A visit to Pat O’Brien’s Bar or New Orleans in general is not complete without trying the famous Hurricane drink. This delicious concoction features Pat O’Brien’s Hurricane Rum, their secret Hurricane Mix, crushed ice and garnished with an orange and cherry. While we were at Pat O’Brien’s, their staff were super friendly and even offered to give us the famous Hurricane glass that we drank in to take home as a souvenir.

Le Bon Temps Roule (Garden District): Located in New Orleans’ Garden District is the famous Magazine Street that is filled with colorful homes, cute shops, great cafés and restaurants as well as fun bars. Courtney and I stopped at a neighborhood bar called Le Bon Temps Roule, where we were able to enjoy local music, delicious craft beer and the company of people’s dogs! (Yes, it is a pet-friendly bar.)

Places to Eat:

Café Amelie (French Quarter): Located on the charming Royal Street in the French Quarter is Café Amelie. This beautiful courtyard restaurant is the perfect place to enjoy a weekend brunch. I enjoyed a delicious breakfast Po’ boy, a traditional Louisiana sandwich that usually consists of seafood on a French baguette.

Café du Monde (French Quarter): If you are looking for a mid-afternoon snack, I highly recommend making your way to Café du Monde – the original French Market coffee stand since 1862. This famous New Orleans café is known for its beignets, which are a French donut (similar to an Italian zeppole that you get at street fairs and carnivals); café au lait; freshly-brewed coffee and live jazz music. You can either sit in the café and leisurely enjoy your treats or take it to go. The line to actually sit in Café du Monde is fairly long, but it goes quick!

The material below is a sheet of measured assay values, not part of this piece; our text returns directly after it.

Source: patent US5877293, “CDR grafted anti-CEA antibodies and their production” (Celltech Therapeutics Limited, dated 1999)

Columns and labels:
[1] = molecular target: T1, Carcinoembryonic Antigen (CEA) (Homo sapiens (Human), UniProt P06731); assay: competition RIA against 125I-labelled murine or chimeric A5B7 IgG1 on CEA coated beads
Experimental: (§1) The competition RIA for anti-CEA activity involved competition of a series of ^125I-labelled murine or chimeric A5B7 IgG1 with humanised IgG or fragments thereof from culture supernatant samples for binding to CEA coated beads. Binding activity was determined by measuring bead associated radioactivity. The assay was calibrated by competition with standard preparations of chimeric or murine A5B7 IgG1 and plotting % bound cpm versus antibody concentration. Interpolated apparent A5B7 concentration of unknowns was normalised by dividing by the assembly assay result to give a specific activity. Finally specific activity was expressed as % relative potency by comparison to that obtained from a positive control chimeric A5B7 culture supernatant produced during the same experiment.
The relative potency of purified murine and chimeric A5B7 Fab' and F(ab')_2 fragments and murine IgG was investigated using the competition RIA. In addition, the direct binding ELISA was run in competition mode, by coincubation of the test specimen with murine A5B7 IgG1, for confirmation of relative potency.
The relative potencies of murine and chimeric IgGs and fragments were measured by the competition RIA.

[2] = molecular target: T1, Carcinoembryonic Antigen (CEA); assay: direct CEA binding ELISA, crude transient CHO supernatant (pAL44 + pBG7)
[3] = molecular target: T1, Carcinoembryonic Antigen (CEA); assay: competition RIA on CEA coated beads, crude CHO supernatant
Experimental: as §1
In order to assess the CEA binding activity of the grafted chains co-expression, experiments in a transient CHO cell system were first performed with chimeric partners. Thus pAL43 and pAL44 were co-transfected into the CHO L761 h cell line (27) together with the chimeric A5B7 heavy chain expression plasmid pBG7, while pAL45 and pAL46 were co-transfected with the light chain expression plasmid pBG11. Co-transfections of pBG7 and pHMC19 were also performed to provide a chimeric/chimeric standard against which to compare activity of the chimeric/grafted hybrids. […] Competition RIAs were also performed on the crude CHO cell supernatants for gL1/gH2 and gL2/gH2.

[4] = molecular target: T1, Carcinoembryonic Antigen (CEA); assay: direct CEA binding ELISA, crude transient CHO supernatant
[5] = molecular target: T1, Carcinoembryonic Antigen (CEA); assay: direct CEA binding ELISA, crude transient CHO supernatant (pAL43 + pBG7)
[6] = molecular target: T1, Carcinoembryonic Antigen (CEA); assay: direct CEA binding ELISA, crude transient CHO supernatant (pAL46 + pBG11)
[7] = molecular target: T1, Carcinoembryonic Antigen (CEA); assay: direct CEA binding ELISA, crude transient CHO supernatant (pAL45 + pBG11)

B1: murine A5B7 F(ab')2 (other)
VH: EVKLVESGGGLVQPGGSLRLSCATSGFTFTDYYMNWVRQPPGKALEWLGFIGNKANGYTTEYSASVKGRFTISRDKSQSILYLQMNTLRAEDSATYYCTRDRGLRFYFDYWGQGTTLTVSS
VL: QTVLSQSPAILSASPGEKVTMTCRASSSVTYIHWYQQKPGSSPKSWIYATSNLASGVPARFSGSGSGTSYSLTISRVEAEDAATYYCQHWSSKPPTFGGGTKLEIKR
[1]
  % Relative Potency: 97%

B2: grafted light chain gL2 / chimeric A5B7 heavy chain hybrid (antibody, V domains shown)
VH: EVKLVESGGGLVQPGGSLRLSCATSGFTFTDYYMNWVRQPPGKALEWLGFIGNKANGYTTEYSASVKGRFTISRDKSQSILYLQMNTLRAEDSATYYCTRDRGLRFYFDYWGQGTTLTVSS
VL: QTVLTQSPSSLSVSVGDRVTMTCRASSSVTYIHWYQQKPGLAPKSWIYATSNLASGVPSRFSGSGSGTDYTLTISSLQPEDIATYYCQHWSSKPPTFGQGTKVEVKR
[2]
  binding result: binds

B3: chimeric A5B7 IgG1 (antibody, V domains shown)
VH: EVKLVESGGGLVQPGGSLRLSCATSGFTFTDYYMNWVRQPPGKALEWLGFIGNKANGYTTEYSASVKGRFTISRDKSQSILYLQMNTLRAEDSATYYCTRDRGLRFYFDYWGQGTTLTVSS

Bacchanal Wine (Bywater): During an evening in New Orleans, you cannot miss out on the experience that Bacchanal Wine offers. This hidden gem is a laboratory and garden where food, music and culture collide to create one of the most magical nights you will experience when you are visiting New Orleans. Please note that Bacchanal Wine is further east and located in a more secluded area than the main New Orleans’ attractions, but it is totally worth the adventure there.

When we arrived, we walked through the wine shop to the beautiful courtyard in the back. Walking to the courtyard was like walking through Disney World! Christmas lights surrounded us and the best live jazz music was playing in the background. When we sat down, an amazing jazz band called The Roamin’ Jasmine started to play. I have to say that they were probably one of the best jazz bands I heard during my time in Louisiana. During your getaway in New Orleans, make sure to check out their schedule and catch them playing. You will not be disappointed!

Not only was the wine at Bacchanal amazing, but so was the food too! I had clams in a potato leak parsley sauce with a fresh piece of French baguette on the side. It was delicious!